This Friday and Sunday, Susan Chan, who teaches at PSU, will play Beethoven's Piano Concerto No. 2 with the Columbia Symphony Orchestra. I asked Professor Chan a few questions via email and am including her responses in this posting:
How long have you been practicing this concerto?
I did my initial learning of the piece last fall, from around late September. Then because of solo recitals in December in Portland and in Asia, I put the concerto aside for a few weeks and picked it up again from around mid-January. I find it helpful in this way as it lets the music settle in me, and I approached it again with a fresh mind.
What is the hardest thing about this piece?
Every piece has its challenges and lovely parts. There are a couple of passages in the first movement that are tricky to play technically, when one hand is playing soft and fast sixteenth notes in an intricate pattern while the other hand is playing a completely different rhythm
that includes a dotted rhythm. Then the materials are switched between the hands. When I was studying Liszt's Mephisto Waltz, I said to my teacher of the time, Mr. Gyorgy Sebok, that it was a difficult piece. He responded with deep wisdom and a smile, "It will become easy." It was a little hard to believe it at the time, but of course he was right. The same applies to these tricky passages in the Beethoven concerto, that they have become easier over time. In general, the piece is pretty accessible. We'll see how it goes when rehearsing with the orchestra!
Do you like playing with orchestras more than recitals?
There is a certain excitement about playing with an orchestra that comes from the elements of unpredictability and spontaneity, something that is different from solo recitals. When performing with other musicians it sometimes feels a bit like playing a friendly tennis match with a crowd watching you. You are very prepared but need to flexible and respond spontaneously to what comes to you. Having said that, although one has more control when playing recitals, there are often surprises whether we like them or not! Whether it's playing with an orchestra or playing a recital, every performance is a different experience, as Heraclitus the Greek philosopher said, "You cannot step into the same river twice."
Anything else about the emotional content or background of the Beethoven concerto?
The concerto was first written as early as in the late 1780s, when Beethoven was a young composer; in fact, this was actually the first concerto he wrote but was published after the C major 'Concerto No. 1'.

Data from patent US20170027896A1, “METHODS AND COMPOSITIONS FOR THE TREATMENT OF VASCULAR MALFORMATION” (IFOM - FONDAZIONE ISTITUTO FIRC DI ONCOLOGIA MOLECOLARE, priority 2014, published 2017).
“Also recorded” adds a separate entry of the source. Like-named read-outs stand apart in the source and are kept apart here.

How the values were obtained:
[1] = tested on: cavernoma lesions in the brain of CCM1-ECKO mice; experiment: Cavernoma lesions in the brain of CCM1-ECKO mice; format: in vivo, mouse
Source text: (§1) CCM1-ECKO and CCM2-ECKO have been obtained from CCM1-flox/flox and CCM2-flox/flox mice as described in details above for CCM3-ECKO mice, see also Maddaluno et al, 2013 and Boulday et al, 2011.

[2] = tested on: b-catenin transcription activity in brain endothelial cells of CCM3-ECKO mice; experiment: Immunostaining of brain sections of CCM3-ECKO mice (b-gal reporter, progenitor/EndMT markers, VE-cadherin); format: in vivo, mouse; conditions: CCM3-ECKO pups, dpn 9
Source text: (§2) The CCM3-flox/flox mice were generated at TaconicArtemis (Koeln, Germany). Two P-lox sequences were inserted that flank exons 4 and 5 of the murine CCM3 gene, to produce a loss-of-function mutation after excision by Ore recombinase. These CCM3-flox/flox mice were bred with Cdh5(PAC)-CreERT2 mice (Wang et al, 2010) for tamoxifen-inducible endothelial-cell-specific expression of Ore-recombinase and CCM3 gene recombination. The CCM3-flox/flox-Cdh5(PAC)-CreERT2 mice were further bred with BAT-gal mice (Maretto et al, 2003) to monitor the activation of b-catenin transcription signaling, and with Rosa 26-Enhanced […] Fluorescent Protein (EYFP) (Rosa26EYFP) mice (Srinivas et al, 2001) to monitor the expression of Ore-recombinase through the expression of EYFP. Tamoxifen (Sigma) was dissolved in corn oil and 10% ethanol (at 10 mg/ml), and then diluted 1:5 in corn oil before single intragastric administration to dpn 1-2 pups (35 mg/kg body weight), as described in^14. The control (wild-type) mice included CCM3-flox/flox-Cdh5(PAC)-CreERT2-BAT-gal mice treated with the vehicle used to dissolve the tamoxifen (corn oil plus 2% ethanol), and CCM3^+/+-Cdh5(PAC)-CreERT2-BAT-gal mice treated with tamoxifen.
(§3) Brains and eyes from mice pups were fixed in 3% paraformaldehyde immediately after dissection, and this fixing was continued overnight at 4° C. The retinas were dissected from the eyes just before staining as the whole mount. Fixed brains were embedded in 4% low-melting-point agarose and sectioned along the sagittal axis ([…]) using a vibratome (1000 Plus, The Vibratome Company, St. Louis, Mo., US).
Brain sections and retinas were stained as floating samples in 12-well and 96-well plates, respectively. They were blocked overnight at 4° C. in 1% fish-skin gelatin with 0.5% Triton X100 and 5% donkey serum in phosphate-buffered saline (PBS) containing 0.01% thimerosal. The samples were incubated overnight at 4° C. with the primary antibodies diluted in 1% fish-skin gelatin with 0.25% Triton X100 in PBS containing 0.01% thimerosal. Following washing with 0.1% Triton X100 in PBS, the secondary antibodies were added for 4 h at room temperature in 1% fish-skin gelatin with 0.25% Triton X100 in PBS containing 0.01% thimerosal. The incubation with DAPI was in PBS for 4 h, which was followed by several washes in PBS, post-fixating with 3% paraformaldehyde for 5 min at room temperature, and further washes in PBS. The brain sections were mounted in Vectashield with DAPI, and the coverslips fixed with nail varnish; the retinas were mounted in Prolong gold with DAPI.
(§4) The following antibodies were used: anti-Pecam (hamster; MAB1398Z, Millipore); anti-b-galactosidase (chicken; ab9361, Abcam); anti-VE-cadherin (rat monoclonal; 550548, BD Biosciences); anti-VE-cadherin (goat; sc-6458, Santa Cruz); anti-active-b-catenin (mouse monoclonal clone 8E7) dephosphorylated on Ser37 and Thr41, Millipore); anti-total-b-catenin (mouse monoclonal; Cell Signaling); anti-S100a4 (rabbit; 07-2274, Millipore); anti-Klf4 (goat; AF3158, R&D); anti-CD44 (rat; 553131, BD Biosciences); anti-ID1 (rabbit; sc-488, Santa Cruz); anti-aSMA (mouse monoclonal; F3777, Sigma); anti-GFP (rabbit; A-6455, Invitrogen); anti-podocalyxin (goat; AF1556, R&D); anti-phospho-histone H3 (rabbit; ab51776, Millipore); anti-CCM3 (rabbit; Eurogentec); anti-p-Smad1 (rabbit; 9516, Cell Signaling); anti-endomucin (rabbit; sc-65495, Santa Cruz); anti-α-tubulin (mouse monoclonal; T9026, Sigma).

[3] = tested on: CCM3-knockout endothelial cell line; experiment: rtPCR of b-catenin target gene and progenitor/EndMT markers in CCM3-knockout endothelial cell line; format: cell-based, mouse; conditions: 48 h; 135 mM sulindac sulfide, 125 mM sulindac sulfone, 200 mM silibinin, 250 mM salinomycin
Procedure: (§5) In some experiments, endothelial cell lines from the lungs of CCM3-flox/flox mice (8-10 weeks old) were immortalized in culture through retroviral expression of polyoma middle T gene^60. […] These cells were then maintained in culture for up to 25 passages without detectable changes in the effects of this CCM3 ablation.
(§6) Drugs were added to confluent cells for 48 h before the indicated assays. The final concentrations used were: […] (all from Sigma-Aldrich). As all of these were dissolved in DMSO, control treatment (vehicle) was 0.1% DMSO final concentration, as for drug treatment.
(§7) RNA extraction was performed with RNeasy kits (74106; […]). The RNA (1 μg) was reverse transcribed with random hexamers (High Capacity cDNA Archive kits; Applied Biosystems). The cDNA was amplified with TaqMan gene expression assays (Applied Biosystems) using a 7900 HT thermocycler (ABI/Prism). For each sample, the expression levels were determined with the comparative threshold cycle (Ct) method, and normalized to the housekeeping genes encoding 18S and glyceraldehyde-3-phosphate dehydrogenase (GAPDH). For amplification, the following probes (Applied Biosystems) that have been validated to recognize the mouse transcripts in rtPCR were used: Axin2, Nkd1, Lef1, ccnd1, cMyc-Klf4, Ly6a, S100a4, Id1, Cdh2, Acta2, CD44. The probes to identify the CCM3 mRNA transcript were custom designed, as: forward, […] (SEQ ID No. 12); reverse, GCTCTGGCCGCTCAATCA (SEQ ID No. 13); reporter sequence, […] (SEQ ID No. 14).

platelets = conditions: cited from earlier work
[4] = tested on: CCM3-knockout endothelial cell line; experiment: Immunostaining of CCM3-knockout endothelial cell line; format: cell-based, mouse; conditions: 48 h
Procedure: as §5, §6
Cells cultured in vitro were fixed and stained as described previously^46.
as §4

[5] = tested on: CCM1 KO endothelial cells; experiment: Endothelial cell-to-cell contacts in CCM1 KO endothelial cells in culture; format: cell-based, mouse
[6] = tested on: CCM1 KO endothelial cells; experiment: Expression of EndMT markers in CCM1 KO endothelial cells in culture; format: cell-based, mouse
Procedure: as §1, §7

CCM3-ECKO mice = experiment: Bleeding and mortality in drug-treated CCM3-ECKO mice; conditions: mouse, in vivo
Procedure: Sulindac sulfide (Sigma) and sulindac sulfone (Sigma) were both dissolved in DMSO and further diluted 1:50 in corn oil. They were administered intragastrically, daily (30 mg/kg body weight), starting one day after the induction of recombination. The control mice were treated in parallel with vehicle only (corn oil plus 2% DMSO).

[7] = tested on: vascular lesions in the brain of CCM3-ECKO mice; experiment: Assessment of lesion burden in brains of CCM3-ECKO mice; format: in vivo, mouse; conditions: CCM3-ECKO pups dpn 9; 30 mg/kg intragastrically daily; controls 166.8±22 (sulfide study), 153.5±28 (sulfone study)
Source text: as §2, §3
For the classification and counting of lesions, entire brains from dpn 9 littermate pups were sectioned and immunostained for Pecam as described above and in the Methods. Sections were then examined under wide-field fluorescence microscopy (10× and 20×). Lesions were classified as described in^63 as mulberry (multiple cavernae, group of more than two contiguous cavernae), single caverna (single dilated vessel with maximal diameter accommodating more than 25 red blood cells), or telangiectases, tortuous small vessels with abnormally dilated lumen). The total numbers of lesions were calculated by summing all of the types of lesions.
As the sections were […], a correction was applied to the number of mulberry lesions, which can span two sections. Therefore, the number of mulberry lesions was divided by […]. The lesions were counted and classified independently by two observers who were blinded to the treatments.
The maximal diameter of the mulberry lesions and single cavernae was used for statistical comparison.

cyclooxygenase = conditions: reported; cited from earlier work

There is a certain freshness and youthfulness about the work. Rather light hearted and elegant the first movement is Mozartean in character, although Beethoven's 'fingerprints' are already clearly found. For example, the piece opens with a forte blocked chord followed by a broken chord, something that is a very Beethovenian statement. The listeners may discover some stylistic differences in the cadenza, which Beethoven wrote in around 1809 for his pupil, Archduke Rudolph of Austria. This middle-period cadenza starts in fugato style, uses much counterpoint, and has an extended trill section. All these characteristics actually foreshadow his writing style in the late period. The gorgeous second movement is profound and prayerful. The finale is a witty rondo where the main theme has syncopated sforzandi.
Susan Chan makes her debut with the Columbia Symphony Orchestra on a program that includes Brahm's Tragic Overture and Sibelius' 5th Symphony. For more information about this concert see, the Columbia Symphony's website.
Also, you can hear Professor Chan on a outstanding recording called East West Encounter. She plays the following pieces on a Fazioli piano:
- Ning-Chi Chen's "Cherishing Thoughts of Red Cliff"
- Alexina Louie's "Warrior" movement from "Scenes from a Jade Terrace"
- Ludwig van Beethoven's Sonata in E minor
- Franz Liszt's "Mephisto Waltz No. 1
- Cesar Franck's Prelude, Fuge et Variation
- Frederic Chopin's Sonata No. 3 in B minor
I know that Classical Millennium has this CD for sale.